By that time the stands were filling up with Chicagoans, a big crowd for a gray Friday, and his teammates were out on the field, glancing his way while they played catch in the gloom, made darker by the coal smoke wafting over from the railroad yard next door. When the Grays saw Radbourn succeed in making his customary long distance throw, Bancroft recalled, they looked at each other and said, The ‘Old Hoss’ is ready and we can’t be beat.

Radbourn would demonstrate soon enough whether they were right.

Chapter 1

The Importance of Grit

The first of October, 1883, was chilly, and wind whipped through the Messer Street Grounds in Providence, Rhode Island, swirling dead leaves and dust into little flumes against the ballpark’s weathered wooden fences. Summer was barely gone, but another dark New England winter was already on the breeze as the late afternoon temperatures dipped into the low fifties, headed for the forties that evening. The acrid, sweetish smell of coal smoke hovered in the air, belched up by hundreds of Providence factory pipes and thousands of small household stoves, leaving a sooty haze that stole some of the meager warmth from the slanting autumn sun.

Not surprisingly, only a relative handful of intrepid baseball lovers—about 350 men, garbed in the standard business attire of rumpled suit, vest, tie, and derby hat—came out for the game, a meaningless exhibition being played on a busy Monday afternoon. This game was a show of gratitude, a postseason benefit whose proceeds went directly to the hometown heroes as they prepared to depart for the winter. The young beneficiaries, most of them in their twenties, were glad to have a few extra dollars in their pocket for the off-season. They were not pampered multimillionaires, these professional ballplayers, but workingmen, fellows you might hail on the sidewalk or find standing near the bar in a crowded saloon, grateful to be treated to a whiskey. Even citizens who did not particularly care to see the game bought tickets for the sake of the boys, and there were twice as many sold as used. As the innings passed and the afternoon grew colder, the men in the stands buried their hands in their pockets or rubbed them together briskly. Some were inclined to pull out a flask and steal a warming nip, ignoring the park’s no-liquor rule. But they were happy to be here, to smile and tip their hats to friends, and to savor the setting moments of the 1883 season with some last few cheers for their team.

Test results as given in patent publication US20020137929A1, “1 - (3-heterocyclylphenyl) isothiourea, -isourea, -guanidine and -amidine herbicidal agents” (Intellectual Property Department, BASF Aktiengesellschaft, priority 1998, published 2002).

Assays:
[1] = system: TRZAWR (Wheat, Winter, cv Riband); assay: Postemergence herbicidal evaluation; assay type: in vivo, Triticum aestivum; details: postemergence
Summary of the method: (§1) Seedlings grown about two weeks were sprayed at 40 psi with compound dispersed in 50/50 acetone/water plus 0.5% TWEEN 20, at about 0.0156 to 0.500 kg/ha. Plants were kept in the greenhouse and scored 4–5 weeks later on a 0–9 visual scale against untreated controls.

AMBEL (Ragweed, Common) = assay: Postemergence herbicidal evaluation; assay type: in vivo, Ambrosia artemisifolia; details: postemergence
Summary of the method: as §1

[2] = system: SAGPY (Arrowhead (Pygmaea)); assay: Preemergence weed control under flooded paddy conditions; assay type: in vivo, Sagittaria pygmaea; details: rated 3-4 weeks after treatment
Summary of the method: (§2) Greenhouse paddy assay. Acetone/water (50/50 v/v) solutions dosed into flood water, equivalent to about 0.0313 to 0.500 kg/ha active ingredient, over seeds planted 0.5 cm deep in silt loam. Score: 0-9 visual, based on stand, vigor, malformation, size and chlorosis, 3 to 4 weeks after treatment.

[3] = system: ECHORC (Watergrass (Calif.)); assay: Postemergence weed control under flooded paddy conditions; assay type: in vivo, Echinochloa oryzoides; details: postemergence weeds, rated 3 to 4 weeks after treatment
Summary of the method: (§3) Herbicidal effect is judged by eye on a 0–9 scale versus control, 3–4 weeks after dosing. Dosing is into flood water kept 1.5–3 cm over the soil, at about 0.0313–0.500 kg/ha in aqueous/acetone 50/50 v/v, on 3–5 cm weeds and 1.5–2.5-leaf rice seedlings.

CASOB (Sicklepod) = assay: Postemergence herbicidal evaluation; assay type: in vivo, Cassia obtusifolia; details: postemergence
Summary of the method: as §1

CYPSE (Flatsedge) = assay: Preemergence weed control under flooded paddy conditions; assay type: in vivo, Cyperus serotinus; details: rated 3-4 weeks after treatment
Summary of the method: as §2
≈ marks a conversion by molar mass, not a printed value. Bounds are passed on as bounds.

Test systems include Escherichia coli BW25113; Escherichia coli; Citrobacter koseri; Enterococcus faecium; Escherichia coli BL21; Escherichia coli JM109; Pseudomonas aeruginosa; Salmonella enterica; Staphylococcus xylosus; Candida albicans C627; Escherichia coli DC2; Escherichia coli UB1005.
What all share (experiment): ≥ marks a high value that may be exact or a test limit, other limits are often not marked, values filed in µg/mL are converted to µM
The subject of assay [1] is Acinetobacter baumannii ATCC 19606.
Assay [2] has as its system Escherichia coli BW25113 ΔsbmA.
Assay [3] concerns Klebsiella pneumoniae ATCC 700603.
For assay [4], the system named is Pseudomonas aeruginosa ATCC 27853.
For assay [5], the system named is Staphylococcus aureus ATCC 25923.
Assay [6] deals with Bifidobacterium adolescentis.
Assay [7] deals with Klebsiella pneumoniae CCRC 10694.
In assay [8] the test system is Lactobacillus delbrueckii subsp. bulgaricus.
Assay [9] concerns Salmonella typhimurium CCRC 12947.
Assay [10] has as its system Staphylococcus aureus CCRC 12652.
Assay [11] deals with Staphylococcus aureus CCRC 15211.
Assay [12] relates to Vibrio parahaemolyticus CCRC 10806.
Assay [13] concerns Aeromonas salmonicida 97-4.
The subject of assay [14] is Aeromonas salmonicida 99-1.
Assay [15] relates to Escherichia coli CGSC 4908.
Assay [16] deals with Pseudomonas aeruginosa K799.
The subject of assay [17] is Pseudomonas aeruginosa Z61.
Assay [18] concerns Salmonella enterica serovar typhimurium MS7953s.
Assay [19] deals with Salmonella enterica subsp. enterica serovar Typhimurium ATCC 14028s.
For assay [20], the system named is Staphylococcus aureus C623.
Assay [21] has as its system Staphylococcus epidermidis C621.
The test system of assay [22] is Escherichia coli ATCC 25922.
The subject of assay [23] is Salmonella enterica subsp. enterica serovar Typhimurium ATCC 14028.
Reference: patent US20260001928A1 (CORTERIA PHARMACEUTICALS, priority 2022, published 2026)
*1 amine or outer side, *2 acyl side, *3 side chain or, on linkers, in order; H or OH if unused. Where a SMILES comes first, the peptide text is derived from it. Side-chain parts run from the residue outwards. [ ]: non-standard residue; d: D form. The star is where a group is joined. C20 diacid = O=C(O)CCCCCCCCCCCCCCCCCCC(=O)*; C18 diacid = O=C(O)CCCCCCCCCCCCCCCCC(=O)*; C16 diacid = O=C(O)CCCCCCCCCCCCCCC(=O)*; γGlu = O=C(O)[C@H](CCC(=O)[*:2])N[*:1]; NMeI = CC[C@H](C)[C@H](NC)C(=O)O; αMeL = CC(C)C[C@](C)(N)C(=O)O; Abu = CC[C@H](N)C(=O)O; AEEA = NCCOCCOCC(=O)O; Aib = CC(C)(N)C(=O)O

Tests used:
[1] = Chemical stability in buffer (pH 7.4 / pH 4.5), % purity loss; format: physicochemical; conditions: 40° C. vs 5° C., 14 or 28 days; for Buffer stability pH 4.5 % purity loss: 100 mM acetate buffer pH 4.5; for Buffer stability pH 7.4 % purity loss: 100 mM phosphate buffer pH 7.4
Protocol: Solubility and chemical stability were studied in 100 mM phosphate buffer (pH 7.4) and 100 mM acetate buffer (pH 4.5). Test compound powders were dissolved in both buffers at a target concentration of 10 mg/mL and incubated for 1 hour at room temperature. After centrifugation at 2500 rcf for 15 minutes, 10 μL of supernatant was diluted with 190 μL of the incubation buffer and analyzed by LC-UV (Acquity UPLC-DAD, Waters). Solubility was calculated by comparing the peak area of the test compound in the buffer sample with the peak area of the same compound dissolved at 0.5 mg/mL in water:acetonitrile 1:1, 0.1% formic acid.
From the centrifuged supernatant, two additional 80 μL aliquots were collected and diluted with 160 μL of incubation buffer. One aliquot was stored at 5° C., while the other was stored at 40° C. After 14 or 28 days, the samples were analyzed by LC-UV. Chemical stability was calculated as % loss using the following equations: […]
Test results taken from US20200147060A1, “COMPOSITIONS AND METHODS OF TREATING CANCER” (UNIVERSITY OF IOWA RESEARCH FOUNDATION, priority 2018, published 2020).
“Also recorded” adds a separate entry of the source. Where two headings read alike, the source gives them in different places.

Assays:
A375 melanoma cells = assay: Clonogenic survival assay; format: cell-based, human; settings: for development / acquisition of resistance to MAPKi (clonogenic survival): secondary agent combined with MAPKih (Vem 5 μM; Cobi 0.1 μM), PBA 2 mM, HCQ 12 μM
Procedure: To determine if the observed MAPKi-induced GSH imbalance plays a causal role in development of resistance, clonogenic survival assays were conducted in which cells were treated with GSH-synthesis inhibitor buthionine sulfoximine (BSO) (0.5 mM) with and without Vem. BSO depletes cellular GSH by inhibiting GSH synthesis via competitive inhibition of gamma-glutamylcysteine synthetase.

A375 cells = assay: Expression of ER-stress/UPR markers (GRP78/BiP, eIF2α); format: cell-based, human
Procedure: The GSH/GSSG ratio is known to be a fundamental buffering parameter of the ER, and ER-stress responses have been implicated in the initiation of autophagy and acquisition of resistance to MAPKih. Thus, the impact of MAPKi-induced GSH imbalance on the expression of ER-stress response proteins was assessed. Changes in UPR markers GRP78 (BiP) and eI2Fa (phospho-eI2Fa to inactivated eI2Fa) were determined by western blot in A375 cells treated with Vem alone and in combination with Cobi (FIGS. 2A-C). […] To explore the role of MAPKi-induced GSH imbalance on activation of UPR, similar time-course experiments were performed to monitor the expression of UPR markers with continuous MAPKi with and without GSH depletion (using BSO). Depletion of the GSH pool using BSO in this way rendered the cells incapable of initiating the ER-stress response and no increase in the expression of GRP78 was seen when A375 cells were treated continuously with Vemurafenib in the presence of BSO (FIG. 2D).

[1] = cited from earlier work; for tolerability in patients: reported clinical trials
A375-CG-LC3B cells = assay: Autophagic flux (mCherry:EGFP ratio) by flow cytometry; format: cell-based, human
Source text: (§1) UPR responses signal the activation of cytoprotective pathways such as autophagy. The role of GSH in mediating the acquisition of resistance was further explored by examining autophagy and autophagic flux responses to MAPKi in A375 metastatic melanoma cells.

It was a good one. For the fourth straight year, the Providence Grays had seriously contended for the pennant of the eight-team National League. In fact, they had held first place for most of the season, far longer than any other club, only to stumble at the end, after a nerve-racking struggle. Though crestfallen, the team’s rabid local followers—then known as cranks or fanatics (a word later shortened to fans)—knew they were fortunate to claim this celebrated club as their own, when much bigger cities had to make do with much bigger losers.

On this afternoon, both they and the team’s biggest star were in for a surprise. The umpire was keeping a secret that would make news halfway across the continent.